Far too many dealership leaders are in denial that staff diversity is a critical strategy! They honestly believe that diversity ranks far below other “transactional” benchmarks…and they have a strong belief (an acceptance that something is true) that their mostly male front line already does a great job communicating equally with both men and women.
They’re sorely mistaken…and that belief will cost them sales transactions, and just as importantly, repeat business in the next decade.
They might also believe that women want to have the same customer experience as men (part of the “one size fits all” belief). Women are equal…but, in general they have a different set of wants, needs, and desires when shopping or servicing a vehicle.
The 20% Glass Ceiling
There’s been a common percentage cap of roughly 20% for women working in retail automotive for decades, and although it’s gotten better…it’s still unacceptable. And it’s not unacceptable because of fairness or doing the right thing. It’s unacceptable because it’s not smart, effective or productive.
Endless research has revealed that having women in decision making roles improves the bottom line for many other industries.
What’s the number one reason women customers continue to feel uncomfortable when they enter the showroom or service center of a dealership? I’d say it’s the fact than far too many stores still take on the appearance of a man cave.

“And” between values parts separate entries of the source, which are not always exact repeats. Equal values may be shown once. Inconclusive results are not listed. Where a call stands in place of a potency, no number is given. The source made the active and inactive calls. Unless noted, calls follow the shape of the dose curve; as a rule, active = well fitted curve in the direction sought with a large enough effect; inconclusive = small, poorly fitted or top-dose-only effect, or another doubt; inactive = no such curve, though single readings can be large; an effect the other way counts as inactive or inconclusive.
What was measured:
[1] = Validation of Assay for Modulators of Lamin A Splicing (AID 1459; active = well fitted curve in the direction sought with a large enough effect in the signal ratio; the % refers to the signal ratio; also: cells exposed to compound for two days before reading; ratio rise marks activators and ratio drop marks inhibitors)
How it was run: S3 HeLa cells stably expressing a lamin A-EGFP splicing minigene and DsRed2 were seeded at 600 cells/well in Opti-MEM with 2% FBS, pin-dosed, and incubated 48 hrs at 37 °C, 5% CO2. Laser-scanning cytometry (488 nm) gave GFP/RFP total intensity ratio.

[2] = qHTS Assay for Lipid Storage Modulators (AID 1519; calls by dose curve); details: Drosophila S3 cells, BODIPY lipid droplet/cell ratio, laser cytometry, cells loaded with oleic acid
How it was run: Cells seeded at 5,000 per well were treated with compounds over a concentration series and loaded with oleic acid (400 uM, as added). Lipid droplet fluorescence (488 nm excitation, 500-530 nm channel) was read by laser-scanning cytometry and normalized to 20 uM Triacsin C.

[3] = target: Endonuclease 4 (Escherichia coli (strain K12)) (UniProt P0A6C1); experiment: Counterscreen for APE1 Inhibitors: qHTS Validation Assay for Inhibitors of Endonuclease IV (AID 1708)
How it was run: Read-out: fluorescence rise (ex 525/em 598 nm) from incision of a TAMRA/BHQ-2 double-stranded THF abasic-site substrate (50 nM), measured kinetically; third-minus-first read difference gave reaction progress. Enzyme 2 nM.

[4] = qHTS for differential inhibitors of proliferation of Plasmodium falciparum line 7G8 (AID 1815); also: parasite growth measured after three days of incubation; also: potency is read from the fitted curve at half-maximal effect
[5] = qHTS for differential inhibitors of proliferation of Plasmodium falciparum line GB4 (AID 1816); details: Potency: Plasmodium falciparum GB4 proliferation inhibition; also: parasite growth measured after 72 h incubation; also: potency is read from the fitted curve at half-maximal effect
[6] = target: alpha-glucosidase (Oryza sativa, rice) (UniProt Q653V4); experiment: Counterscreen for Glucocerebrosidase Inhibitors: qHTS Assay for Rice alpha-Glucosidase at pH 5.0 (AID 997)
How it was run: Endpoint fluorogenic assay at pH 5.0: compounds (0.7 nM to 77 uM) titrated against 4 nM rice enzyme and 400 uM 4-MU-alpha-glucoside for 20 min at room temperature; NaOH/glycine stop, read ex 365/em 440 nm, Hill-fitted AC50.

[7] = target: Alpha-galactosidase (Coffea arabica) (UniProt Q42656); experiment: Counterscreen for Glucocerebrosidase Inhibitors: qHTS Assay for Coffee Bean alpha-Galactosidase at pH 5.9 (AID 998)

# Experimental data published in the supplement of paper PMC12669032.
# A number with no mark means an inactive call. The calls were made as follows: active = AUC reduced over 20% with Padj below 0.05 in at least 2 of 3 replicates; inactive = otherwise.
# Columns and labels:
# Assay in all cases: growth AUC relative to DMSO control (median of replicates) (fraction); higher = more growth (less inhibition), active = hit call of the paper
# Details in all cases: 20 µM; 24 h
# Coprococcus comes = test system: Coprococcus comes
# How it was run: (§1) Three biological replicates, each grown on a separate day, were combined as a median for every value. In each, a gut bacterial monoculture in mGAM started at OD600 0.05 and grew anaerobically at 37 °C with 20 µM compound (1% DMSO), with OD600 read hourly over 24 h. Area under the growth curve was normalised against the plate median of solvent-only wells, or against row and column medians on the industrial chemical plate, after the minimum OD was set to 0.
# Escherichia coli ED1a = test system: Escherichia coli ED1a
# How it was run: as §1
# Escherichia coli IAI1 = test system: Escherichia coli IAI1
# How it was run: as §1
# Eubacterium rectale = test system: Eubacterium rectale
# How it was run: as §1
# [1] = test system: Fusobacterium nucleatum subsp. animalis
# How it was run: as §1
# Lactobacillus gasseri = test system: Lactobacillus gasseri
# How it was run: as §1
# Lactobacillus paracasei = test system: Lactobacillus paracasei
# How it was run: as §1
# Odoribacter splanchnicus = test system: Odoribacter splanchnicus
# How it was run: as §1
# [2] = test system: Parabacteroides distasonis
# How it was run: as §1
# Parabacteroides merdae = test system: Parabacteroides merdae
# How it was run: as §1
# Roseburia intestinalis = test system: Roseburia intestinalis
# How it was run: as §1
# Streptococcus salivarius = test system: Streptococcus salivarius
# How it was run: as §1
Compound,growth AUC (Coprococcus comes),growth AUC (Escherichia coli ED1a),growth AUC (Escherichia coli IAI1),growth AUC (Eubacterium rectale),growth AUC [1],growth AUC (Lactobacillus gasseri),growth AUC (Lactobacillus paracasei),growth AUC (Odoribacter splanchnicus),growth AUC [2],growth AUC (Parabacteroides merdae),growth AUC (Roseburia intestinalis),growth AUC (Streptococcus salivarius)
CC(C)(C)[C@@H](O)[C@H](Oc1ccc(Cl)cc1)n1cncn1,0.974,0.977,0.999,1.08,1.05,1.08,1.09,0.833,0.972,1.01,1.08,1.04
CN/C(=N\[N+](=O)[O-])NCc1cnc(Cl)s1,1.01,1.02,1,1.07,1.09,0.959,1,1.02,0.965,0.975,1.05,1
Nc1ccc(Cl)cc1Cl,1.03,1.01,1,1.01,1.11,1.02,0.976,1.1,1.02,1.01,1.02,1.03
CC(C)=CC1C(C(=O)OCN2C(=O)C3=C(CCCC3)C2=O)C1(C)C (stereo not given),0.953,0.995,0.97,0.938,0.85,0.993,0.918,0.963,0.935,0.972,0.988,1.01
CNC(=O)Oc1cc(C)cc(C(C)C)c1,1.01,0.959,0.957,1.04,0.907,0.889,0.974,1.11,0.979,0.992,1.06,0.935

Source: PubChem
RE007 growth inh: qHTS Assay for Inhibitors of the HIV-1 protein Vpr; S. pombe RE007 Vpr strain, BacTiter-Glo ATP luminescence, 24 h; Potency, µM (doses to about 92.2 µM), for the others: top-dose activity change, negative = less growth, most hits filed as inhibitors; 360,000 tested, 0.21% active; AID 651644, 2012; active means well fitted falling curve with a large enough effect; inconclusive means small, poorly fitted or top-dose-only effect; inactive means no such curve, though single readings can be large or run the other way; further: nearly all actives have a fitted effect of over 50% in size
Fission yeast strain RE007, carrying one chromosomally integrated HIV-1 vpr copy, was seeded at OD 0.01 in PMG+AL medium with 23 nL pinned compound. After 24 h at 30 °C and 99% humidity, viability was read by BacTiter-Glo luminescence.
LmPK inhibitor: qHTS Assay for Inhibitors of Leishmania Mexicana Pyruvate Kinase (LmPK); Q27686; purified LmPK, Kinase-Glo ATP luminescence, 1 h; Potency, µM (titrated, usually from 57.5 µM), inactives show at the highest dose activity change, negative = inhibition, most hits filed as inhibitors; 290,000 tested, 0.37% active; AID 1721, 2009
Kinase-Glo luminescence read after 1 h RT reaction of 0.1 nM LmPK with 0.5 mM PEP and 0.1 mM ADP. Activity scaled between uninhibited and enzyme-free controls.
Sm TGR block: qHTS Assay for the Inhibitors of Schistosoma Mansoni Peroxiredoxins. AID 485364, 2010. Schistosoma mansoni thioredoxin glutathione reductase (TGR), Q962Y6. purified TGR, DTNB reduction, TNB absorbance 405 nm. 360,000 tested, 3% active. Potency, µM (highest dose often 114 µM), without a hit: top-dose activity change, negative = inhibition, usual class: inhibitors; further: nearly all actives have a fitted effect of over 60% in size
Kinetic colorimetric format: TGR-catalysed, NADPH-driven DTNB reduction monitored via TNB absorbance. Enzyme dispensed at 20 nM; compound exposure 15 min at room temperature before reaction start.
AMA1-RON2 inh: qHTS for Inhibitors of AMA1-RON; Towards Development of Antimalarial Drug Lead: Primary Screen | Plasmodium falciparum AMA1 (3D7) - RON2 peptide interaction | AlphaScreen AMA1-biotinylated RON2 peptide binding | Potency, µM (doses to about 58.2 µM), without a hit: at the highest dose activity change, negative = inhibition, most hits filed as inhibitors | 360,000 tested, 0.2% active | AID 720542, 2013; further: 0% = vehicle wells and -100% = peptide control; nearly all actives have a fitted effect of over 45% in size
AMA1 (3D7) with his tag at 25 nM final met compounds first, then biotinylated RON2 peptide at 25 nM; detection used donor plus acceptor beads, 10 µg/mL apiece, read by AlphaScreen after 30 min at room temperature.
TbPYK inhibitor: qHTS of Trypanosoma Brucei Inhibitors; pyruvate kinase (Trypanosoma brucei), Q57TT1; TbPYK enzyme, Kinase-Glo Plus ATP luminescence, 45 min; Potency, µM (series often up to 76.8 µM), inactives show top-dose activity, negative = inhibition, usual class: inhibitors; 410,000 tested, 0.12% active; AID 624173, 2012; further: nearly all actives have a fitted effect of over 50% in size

The majority of women in dealerships are in support positions which, in most cases, come with little power to do anything other than facilitate man made processes that have existed for decades. It’s simply not good business!
The only way to build a truly diverse work force, is for store leadership to make a decision and commitment to hiring and retaining more women….even if they still don’t believe it is critical to the store’s success.
Adding a New Criteria for the “Best Dealers” List
This seems to be the season for “Best Dealerships to Work For” awards. Both Automotive News and JD Power have established well respected “best dealers” and “best dealers to work for” awards programs. Criteria for those awards are usually based on items like CSI/SSI, rewards, incentives, training and commissions.
I suggest that there needs to be another criterion added to the mix…proof that the store is committed to staffing in direct proportion to the diversity of its customer base.
Items like proportional gender ratios with customer facing staff and a dedicated HR contact need to be added to existing check offs. Adding these items will signal to future employees as well as customers that this store’s culture reflects the world we live in.
I put forth my case for this award adjustment in a recent letter that was published in Automotive News under the title of Best Stores Recruit Women.
There is one criterion to be a great dealership that may remain elusive for even the Best Dealerships To Work For (Sept. 23): What are they doing about staff diversification and attracting women to the workplace?
Hiring/Retaining More Women will Force Cultural Change for the Better
Too many dealership leaders are hesitant to commit to a proactive, formal strategy of hiring and retaining women front line personnel because they are fearful of either alienating their existing male employees or uncomfortable with the changes that might affect the leaders themselves.
Making a decision to focus formally on hiring more women will be the easy part…keeping them longer than present industry averages will be the tough challenge. But it will ultimately result in a more diverse workforce and with it, more bottom line success for companies who take on this advice.